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Explanation of Order of Elements in a Chemical Formula by Ron Kurtus - Succeed in Chemistry. Key words: Hill system, compound, element, carbon, hydrogen, ionic, oxide, acid, hydroxide, physics, physical science, School for Champions. Copyright © Restrictions

Order of Elements in a Chemical Formula

by Ron Kurtus (4 December 2008)

In 1900, Edwin A. Hill devised a system of writing a chemical formula that is used for a large number of compounds today. The Hill system states carbon atoms are listed first, hydrogen atoms next and then the number of all other elements in alphabetical order. There are numerous exceptions to this system, such as the order of elements in ionic compounds, as well as the order in oxides, acids and hydroxides.

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Hill system

The Hill system states the carbon atoms are listed first, hydrogen atoms next and all others are then listed in alphabetical order. The reason for putting C and H up front is because there are so many hydrocarbon molecules

If the formula contains no carbon, then all the elements, including hydrogen, are listed alphabetically.

Ionic compounds

Most ionic compounds are exceptions to the Hill system.

Ionic compounds are those that consist of ions held together in a lattice or crystalline structure by an ionic bond. Many such a compound will dissolve in water, breaking into individual ions.

A good example is table salt or sodium chloride (NaCl). When it is in its solid form, salt appears as a crystalline substance. But when it is dissolved in water, it breaks into Na+ and Cl ions.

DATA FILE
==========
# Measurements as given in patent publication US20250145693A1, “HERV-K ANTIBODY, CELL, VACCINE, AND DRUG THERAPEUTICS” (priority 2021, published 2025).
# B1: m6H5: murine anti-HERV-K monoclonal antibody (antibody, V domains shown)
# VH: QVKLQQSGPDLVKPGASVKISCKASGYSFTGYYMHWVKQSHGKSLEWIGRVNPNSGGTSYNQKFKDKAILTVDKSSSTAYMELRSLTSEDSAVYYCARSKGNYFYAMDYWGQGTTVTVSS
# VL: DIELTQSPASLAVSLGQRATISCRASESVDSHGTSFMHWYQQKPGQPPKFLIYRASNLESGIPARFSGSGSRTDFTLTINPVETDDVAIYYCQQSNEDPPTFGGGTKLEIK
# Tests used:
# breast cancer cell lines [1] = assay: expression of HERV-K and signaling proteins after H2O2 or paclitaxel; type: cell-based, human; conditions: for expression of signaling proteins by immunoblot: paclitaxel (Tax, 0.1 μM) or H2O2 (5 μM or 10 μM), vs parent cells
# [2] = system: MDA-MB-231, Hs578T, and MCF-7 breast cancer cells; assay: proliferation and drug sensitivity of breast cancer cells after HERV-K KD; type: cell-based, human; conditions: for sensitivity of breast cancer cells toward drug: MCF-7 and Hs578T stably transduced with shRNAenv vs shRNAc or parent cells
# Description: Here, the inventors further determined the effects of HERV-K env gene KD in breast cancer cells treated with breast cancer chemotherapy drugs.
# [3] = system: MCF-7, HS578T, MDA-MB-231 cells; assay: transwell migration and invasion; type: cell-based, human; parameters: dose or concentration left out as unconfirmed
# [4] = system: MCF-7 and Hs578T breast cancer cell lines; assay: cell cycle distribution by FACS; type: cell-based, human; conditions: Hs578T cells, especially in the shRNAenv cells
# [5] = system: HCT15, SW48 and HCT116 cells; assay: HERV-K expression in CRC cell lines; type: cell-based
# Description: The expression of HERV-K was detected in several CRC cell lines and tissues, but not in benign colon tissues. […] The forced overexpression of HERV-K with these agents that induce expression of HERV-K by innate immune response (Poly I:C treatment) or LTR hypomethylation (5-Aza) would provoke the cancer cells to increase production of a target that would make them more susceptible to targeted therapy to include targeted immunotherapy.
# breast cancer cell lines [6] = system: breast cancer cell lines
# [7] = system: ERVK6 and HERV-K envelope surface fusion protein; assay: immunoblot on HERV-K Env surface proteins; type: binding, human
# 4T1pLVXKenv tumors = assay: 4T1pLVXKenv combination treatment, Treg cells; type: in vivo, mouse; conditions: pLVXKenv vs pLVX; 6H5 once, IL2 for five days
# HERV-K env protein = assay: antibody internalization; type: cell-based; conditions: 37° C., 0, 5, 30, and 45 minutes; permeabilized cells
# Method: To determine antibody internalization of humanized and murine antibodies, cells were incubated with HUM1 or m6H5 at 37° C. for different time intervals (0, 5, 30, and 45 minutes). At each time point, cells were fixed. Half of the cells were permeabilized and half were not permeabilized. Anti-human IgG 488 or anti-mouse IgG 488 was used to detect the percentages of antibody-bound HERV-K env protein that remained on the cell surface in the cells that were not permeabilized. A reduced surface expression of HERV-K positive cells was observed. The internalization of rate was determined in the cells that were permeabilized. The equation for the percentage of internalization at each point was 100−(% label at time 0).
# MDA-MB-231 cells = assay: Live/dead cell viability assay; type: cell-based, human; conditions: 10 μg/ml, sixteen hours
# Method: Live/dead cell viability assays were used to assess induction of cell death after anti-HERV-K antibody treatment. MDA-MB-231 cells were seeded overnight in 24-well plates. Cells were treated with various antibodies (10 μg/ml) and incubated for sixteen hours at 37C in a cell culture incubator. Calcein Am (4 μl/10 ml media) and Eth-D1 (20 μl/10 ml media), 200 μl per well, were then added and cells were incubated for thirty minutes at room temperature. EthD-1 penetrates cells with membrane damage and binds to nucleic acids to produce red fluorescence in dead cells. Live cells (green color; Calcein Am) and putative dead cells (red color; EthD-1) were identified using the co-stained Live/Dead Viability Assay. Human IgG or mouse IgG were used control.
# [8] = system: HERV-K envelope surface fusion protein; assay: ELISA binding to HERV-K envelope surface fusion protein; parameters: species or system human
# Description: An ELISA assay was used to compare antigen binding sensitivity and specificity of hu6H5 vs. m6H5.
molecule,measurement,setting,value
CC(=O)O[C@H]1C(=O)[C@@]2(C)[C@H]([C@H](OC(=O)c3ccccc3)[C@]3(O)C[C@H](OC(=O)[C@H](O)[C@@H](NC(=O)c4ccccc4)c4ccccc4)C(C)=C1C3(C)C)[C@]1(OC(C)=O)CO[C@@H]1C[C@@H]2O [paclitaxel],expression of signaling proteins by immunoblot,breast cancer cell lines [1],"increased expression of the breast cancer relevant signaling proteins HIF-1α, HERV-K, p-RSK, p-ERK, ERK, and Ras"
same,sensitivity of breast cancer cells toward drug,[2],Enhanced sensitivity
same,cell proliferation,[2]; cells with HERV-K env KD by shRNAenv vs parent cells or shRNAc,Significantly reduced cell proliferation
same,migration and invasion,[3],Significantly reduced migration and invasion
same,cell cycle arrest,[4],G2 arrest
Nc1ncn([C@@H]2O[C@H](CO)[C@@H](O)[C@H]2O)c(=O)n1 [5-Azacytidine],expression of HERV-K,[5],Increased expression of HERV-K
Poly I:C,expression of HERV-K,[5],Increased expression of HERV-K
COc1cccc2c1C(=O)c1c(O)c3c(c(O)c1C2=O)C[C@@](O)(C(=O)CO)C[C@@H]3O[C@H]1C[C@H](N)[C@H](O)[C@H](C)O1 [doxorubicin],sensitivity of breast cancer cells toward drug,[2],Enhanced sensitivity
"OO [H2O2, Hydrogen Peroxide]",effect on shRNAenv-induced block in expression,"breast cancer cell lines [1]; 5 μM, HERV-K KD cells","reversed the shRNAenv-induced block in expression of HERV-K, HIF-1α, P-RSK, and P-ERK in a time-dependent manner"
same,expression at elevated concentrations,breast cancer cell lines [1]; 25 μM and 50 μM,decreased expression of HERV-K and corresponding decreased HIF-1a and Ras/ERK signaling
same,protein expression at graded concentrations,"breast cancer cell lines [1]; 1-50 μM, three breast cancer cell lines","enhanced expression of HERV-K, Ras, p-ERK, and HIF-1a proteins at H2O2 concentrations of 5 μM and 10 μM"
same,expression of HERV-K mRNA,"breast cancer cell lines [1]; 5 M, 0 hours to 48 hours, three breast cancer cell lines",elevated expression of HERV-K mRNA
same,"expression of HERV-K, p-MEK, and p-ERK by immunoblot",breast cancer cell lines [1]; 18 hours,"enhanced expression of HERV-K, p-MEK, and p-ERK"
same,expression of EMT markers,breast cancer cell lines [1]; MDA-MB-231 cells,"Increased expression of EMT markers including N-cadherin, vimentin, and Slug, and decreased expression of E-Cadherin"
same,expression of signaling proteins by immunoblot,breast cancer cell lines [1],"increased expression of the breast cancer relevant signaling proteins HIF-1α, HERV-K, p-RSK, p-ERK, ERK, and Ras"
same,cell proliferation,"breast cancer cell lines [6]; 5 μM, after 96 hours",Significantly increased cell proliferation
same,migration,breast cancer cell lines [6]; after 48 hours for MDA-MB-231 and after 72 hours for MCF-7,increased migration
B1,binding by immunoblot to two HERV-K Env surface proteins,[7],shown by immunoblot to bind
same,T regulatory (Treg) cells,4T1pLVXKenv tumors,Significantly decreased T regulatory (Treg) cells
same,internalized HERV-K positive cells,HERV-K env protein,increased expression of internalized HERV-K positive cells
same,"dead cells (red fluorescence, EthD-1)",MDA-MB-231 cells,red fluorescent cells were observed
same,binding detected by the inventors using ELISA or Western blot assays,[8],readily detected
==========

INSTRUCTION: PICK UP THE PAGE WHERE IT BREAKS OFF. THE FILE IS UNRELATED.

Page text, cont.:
The order of the elements in an ionic compound is that the positive (+) ion is listed first and the negative (−) ion is listed second, no matter what their alphabetical order is.

Oxides, acids and hydroxides

Oxides, acids and hydroxides are exceptions to the Hill system.

Most oxides will end in multiples of O, no matter what the alphabetical order. A good example is silicon dioxide:

SO2

The formula for most acids begins with the hydrogen atom. A good example of the exception of the Hill system of placing C first is with carbonic acid:

H2CO3

Another exception to the Hill system is that most hydroxides end in (OH). A typical example is sodium hydroxide:

NaOH

Summary

The Hill system states carbon atoms are listed first, hydrogen atoms next and then the number of all other elements in alphabetical order. There are numerous exceptions to this system. The order of elements in ionic compounds is that the positive (+) ion is listed first and the negative (−) ion is listed second. Oxides end in oxygen, acids start with hydrogen and hydroxides end in OH.


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